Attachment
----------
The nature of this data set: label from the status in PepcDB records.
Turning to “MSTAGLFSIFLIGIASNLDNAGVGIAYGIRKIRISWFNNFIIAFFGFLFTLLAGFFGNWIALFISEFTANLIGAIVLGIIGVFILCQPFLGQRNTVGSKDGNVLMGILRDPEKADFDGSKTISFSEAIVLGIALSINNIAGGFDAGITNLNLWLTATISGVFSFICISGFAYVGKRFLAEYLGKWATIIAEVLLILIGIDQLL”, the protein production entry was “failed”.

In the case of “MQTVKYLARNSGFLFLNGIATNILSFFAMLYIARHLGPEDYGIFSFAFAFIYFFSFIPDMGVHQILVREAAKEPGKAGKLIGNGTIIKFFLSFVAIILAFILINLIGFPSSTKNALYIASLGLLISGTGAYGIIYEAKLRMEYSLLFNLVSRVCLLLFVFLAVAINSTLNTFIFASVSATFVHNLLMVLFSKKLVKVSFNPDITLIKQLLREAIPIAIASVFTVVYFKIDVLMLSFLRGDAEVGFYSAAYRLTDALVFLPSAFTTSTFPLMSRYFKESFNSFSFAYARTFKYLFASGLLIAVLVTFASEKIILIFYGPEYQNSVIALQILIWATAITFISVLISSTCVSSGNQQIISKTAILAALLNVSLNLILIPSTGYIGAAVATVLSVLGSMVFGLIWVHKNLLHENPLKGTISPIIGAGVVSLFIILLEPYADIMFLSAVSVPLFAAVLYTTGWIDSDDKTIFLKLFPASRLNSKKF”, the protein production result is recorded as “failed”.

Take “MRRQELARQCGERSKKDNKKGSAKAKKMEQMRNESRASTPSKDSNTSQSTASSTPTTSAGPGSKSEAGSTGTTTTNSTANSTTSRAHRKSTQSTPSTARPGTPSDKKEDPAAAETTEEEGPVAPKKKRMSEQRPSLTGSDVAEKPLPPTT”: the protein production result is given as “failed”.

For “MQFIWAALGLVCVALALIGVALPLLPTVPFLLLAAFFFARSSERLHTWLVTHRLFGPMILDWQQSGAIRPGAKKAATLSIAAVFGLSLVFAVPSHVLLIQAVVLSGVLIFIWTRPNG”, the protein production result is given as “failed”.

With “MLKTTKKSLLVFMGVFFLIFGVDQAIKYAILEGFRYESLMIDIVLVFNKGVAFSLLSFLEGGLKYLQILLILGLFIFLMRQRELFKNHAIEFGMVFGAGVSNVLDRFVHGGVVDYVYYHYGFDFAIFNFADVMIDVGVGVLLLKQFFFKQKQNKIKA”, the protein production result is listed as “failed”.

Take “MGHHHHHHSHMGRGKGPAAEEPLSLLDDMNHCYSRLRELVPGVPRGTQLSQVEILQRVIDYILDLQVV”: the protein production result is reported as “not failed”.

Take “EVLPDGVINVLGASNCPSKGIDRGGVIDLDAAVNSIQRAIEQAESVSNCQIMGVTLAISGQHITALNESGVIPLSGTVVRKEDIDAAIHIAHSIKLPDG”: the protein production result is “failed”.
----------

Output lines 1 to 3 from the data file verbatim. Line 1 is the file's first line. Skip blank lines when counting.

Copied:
The nature of this data set: label from the status in PepcDB records.
Turning to “MSTAGLFSIFLIGIASNLDNAGVGIAYGIRKIRISWFNNFIIAFFGFLFTLLAGFFGNWIALFISEFTANLIGAIVLGIIGVFILCQPFLGQRNTVGSKDGNVLMGILRDPEKADFDGSKTISFSEAIVLGIALSINNIAGGFDAGITNLNLWLTATISGVFSFICISGFAYVGKRFLAEYLGKWATIIAEVLLILIGIDQLL”, the protein production entry was “failed”.

In the case of “MQTVKYLARNSGFLFLNGIATNILSFFAMLYIARHLGPEDYGIFSFAFAFIYFFSFIPDMGVHQILVREAAKEPGKAGKLIGNGTIIKFFLSFVAIILAFILINLIGFPSSTKNALYIASLGLLISGTGAYGIIYEAKLRMEYSLLFNLVSRVCLLLFVFLAVAINSTLNTFIFASVSATFVHNLLMVLFSKKLVKVSFNPDITLIKQLLREAIPIAIASVFTVVYFKIDVLMLSFLRGDAEVGFYSAAYRLTDALVFLPSAFTTSTFPLMSRYFKESFNSFSFAYARTFKYLFASGLLIAVLVTFASEKIILIFYGPEYQNSVIALQILIWATAITFISVLISSTCVSSGNQQIISKTAILAALLNVSLNLILIPSTGYIGAAVATVLSVLGSMVFGLIWVHKNLLHENPLKGTISPIIGAGVVSLFIILLEPYADIMFLSAVSVPLFAAVLYTTGWIDSDDKTIFLKLFPASRLNSKKF”, the protein production result is recorded as “failed”.